Next Book?

As I try to decide on my next book (I need something light to accompany the Gandhi book), I’ve been testing the waters with a few others. I’d like a combination of travel, humour, and trains, if possible. I’m eyeing Bill Bryson’s book Notes from a Big Country and Paul Theroux’s Ghost Train to the Eastern Star. I have two other Theroux books to finish that I started years ago, but what can I say, I don’t always take kindly to cantankerousness. Telling things as they are is one thing, but how does someone dislike people and places so much when they travel? There’s also a copy of Cobra Road: Khyber to Cape Comorin by British journalist Trevor Fishlock that I bought at The Lantern in DC, and started ages ago as well— see the pattern? — and which I should probably pick up again. For dipping in, I also have Anupama Chopra’s book on Shah Rukh Khan (and Hindi cinema), King of Bollywood, which I had no clear motivation for picking up except idle curiosity. I liked Shah Rukh in the 90s, when he was unabashed, willing to fool around on screen, and take risks. All that changed with the arrival of certain megalomaniacs, and the less said about his films since then, the better.

Finishing Around India in 80 Trains has left a massive void in my days. I didn’t know what to do with my break yesterday. I looked forward to the comfort of curling up with a train journey I didn’t have to make while I was reading the book, which I now miss. Travel is fun, yes, but sometimes the stress of worrying about hygiene on a train can also make you wonder why you abandoned the comfort of your home. That said, travelling in the times of hand sanitiser is a vast improvement to the way things were in the nineties.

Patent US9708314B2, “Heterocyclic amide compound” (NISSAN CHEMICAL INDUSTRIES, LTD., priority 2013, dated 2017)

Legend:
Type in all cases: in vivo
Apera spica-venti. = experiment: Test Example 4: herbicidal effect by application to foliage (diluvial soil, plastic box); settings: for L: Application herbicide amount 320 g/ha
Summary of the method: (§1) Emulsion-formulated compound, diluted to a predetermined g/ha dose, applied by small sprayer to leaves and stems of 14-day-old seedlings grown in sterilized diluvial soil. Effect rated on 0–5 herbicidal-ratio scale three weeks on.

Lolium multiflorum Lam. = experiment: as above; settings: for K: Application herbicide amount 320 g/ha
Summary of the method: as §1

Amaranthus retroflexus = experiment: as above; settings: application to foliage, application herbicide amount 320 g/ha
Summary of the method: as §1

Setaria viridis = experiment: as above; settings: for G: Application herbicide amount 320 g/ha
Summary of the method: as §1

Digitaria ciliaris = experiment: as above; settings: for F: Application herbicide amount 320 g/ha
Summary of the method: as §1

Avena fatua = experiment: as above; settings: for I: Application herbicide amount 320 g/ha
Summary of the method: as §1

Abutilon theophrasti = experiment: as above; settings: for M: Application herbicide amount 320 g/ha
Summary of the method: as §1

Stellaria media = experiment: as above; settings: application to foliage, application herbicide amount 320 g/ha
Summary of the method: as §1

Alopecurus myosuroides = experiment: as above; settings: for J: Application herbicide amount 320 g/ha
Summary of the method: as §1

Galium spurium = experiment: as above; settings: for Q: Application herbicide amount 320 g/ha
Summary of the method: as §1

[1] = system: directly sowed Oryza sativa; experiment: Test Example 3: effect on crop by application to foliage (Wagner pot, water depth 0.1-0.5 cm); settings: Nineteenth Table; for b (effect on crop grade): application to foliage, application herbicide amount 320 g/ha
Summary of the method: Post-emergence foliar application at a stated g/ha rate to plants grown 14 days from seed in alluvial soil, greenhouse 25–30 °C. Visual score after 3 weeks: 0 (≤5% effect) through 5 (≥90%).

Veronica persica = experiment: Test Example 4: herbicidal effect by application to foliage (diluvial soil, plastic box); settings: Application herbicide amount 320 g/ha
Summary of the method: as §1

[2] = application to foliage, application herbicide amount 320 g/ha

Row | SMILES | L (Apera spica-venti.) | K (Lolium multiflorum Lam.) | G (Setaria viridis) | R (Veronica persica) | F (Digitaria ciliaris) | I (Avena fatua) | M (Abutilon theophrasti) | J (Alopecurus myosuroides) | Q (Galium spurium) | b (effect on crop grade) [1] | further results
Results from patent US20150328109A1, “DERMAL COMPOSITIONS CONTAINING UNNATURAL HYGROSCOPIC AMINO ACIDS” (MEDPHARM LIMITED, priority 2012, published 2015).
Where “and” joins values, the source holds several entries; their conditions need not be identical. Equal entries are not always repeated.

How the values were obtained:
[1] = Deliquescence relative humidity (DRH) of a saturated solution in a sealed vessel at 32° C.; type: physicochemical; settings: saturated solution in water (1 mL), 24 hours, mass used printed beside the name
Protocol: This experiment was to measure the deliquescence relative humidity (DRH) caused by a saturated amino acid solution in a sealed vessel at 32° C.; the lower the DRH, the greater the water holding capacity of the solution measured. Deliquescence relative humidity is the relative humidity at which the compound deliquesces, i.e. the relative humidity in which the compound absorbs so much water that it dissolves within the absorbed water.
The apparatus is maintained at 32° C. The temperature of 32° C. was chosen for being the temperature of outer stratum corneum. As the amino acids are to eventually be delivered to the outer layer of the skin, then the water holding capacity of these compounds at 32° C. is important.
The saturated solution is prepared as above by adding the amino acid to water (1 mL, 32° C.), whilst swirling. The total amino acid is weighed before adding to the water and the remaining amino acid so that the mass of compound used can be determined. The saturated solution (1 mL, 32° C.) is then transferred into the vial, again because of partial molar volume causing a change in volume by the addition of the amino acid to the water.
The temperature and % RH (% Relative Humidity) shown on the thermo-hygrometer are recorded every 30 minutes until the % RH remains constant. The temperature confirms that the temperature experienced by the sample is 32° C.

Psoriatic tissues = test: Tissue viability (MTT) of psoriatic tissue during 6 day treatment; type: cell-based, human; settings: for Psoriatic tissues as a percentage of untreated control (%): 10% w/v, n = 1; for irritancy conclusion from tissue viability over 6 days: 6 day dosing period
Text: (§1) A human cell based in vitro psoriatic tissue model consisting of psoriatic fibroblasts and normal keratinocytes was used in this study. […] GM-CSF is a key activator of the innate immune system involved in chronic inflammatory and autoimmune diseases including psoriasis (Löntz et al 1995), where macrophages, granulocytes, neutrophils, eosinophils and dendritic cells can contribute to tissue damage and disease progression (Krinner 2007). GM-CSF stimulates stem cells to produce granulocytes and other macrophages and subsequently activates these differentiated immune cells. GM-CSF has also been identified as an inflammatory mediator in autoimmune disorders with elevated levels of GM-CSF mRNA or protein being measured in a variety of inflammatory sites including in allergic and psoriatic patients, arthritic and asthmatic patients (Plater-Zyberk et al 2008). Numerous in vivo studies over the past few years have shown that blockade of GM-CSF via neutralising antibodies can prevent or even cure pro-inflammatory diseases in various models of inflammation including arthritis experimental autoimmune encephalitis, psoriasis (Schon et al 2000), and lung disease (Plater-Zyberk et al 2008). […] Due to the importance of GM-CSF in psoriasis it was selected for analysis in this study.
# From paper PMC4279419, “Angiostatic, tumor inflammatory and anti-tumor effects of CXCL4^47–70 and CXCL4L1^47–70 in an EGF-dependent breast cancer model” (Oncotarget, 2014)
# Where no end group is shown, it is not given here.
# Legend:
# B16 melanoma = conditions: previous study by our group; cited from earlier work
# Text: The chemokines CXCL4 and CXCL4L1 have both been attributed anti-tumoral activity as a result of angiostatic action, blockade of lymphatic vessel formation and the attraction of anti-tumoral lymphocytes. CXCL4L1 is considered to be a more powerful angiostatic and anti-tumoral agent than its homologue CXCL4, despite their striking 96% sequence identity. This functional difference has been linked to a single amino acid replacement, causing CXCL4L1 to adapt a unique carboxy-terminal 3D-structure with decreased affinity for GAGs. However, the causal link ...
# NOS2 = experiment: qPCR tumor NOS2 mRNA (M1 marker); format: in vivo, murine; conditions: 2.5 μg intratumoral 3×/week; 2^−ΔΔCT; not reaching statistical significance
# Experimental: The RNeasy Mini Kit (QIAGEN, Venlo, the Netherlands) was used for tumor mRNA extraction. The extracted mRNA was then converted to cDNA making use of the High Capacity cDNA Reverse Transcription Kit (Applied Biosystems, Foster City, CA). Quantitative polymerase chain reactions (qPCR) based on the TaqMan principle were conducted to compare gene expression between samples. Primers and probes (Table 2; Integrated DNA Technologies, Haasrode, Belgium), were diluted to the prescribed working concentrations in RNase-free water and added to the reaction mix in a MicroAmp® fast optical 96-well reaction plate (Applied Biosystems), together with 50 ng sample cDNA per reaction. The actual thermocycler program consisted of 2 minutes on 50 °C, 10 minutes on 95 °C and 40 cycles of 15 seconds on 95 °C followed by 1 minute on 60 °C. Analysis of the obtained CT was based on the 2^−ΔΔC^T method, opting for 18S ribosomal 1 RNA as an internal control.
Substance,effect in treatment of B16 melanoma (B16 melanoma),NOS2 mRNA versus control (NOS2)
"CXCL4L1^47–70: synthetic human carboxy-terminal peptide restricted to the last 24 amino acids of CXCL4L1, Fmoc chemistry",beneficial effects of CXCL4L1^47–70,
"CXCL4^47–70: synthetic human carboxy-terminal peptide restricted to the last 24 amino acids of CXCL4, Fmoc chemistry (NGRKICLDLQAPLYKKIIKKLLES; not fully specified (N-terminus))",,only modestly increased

One of the fun things about train travel is untying homemade food from its secure banana or leaf packets. The idlis carry a mild leafy scent, the molagapodi is thankfully tamed into mildness, and the tamarind rice bursts onto the scene with a lovely tang to combat the unadventurous quiet of the idlis. Potato chips are pulled out, and a decent interval later, chocolate or biscuits or wafers make an appearance. We partly travel to eat.

A couple of days after we were married, G. and I went on temple trips with our families. One of the aunts, who loves to cook and feed people, gave us enough food for several journeys. Tamarind rice, fried potato curry, and curd rice joined some idlis my mother had innocently packed, not knowing the extent of their generosity. We had never eaten so much on an overnight train trip and that journey is still talked of with awe.

Which reminds me, Food and Faith by Shoba Narayan is another book on the list! Narayan explores the relationship between food and faith, exploring the offerings at different places of worship as she goes along. And this, in turn, brings to mind Temple Tales: Secrets and Stories from India’s Sacred Places by Sudha G Tilak, in which she explores different temples, their legends, stories, and sometimes prasadam.

So much to read and I don’t know where to begin! I often struggle to commit to a book — but when it has my attention, I don’t want to let go. Hopefully, I can make up mind soon.


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